Dan Hooker returns to the Featherweight division for the first time since 2016. The move back to Featherweight is an interesting decision given that he had previously gone just 3-3 in the UFC in that weight class prior to his Lightweight move. At Lightweight, Hooker had accumulated an 8-4 record and leaves the division as the eighth-ranked contender in the division. In all likelihood, after suffering three losses in his last four bouts, Hooker likely viewed Featherweight as his most optimal path to a shot at a title. It will be very telling to see whether the weight cut down to the Featherweight division takes a toll on Hooker’s abilities as he had previously been outstruck by the likes of Maximo Blanco and Yair Rodriguez in his last Featherweight run. Against Allen, Hooker may look to make the fight as ugly as possible to overcome Allen’s technical proficiencies. Hooker may look to stalk Allen with heavy leg kicks and straight punches from the outside early, but if bested from range he may rely on his granite chin to enter into the pocket and test Allen’s mettle in a brawl.
Paddy Pimblett vs. Rodrigo Vargas
Former Cage Warriors Featherweight Champion Paddy Pimblett made good on his UFC debut last September with a first-round TKO over Luigi Vendramini. Since then, his following has continued to grow at an incredibly fast pace. “The Baddy” now finds himself as a sizeable favorite over his opponent Rodrigo Vargas heading into Saturday’s main card bout. Pimblett is held in high regard for his grappling ability, typically doing his best work from top position against his opponents – utilizing heavy ground-and-pound to get the finish or set up his RNC finishes. Pimblett is also a submission threat from the clinch, having demonstrated a dangerous flying triangle choke on numerous occasions. Pimblett’s game is clearly evolving though, as it was his powerful hooks that got the job done against Vendramini his last time out, albeit after a tumultuous start where Pimblett was clearly rocked. Look for Pimblett to get back to his grappling ways in this fight in search of a quick victory.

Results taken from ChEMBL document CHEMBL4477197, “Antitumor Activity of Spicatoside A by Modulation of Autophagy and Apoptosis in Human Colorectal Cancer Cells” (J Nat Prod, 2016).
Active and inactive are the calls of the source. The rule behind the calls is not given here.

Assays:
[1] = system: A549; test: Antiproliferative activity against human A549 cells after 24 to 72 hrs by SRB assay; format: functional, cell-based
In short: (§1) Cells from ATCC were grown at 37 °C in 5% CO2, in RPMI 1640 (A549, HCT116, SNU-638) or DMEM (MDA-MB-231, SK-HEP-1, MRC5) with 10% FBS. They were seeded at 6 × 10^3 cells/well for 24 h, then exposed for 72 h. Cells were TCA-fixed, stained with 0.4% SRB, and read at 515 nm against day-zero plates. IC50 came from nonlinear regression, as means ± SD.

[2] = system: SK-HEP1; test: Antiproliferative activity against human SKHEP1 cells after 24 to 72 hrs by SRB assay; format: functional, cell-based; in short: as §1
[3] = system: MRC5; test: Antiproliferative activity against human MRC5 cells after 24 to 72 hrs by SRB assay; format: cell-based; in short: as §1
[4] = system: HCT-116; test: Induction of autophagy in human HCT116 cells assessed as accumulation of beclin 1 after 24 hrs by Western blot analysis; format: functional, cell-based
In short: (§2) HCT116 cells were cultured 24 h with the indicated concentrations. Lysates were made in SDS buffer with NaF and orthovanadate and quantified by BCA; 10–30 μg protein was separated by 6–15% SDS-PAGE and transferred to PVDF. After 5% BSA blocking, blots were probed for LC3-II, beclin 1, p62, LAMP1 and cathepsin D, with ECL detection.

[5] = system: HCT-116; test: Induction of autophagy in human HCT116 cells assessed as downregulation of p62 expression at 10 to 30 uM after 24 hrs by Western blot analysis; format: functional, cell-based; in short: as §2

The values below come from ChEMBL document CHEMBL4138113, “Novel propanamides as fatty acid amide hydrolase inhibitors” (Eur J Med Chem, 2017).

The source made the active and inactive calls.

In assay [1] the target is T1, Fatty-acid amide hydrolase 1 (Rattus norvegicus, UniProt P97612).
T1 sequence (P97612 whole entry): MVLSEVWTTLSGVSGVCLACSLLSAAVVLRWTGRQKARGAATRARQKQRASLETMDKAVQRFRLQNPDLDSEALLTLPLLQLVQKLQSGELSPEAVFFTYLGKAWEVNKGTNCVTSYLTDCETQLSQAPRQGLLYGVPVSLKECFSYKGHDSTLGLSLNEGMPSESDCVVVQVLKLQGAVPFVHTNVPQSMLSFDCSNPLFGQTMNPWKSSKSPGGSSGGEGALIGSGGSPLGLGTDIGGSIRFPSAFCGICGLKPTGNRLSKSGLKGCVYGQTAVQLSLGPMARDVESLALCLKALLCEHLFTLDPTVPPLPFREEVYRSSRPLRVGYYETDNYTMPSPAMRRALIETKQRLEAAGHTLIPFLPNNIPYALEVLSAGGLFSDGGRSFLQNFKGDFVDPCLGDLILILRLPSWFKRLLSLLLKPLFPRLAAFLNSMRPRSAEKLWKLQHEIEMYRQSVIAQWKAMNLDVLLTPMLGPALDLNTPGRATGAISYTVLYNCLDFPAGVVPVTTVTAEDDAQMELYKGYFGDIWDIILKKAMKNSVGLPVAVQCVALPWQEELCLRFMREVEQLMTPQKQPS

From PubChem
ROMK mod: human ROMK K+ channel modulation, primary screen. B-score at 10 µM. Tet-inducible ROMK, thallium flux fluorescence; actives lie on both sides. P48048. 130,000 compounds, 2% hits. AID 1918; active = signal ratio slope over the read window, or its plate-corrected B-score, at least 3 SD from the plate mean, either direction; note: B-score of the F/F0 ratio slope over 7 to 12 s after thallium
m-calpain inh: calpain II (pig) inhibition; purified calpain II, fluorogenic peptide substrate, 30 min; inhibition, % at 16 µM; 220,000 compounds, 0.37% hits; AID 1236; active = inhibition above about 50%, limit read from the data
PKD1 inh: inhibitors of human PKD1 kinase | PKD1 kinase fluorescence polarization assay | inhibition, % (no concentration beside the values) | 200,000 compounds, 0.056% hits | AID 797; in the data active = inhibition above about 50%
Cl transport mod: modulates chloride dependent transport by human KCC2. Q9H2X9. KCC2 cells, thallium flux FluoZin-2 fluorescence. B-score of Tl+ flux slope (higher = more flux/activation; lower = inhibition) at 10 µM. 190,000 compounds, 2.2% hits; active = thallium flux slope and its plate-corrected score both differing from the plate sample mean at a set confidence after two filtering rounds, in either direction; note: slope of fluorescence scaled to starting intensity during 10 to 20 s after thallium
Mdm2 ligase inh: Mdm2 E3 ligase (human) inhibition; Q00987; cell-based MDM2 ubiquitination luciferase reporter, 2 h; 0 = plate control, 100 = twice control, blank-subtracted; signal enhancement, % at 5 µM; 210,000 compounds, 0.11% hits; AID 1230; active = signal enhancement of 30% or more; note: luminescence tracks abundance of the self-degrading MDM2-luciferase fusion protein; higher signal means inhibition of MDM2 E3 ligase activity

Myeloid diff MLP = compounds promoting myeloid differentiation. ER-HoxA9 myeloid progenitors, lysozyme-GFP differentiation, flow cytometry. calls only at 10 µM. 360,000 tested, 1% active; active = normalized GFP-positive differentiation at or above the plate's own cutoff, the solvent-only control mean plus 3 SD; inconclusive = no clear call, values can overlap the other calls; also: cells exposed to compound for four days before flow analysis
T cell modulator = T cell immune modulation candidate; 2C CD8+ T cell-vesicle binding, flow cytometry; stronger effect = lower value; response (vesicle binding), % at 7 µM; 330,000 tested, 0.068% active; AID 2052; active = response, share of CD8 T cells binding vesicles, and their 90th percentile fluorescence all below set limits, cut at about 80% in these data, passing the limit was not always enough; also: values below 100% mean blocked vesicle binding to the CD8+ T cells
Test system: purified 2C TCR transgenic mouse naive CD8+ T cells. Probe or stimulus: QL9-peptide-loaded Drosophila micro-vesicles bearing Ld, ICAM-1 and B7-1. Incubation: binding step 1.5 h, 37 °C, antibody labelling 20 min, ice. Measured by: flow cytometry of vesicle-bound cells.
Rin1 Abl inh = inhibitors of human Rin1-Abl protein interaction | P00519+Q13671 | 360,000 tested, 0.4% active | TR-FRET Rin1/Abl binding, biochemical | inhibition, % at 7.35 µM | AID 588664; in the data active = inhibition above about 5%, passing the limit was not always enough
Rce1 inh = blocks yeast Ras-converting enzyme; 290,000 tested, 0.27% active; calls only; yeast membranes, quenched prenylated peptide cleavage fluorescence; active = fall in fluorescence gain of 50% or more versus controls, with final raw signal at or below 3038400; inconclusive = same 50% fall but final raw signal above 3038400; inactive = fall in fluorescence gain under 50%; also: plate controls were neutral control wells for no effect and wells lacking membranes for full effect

Rodrigo Vargas picked up his first UFC victory last April with a decision victory over Rong Zhu. Prior to that, he had dropped his first two UFC bouts to Alex da Silva Coelho and Brok Weaver – the latter by way of DQ due to an illegal knee. The 36-year-old is an aggressive fighter, utilizing strong leg kicks, looping punches from both stances, and takedowns on the cage to constantly pressure his opponents and cause them to move backwards. While Vargas has shown decent ability when he is on top position on the ground, he may opt to avoid the most dangerous aspect of Pimblett’s game and instead look to keep the bout standing and engage in a brawl with Pimblett in a similar way to how Vendramini did.
Gunnar Nelson vs. Takashi Sato